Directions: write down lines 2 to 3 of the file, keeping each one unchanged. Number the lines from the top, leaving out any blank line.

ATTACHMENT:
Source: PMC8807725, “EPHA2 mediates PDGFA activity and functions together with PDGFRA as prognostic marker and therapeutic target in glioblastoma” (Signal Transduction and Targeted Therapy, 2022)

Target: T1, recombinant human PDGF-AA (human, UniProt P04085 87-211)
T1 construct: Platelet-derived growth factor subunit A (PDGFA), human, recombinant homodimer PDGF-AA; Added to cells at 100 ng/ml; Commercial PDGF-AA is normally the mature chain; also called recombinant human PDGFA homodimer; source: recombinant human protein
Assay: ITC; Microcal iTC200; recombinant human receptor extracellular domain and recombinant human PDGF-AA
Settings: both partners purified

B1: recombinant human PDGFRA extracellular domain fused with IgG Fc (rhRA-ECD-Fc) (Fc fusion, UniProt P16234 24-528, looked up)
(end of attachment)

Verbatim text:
Target: T1, recombinant human PDGF-AA (human, UniProt P04085 87-211)
T1 construct: Platelet-derived growth factor subunit A (PDGFA), human, recombinant homodimer PDGF-AA; Added to cells at 100 ng/ml; Commercial PDGF-AA is normally the mature chain; also called recombinant human PDGFA homodimer; source: recombinant human protein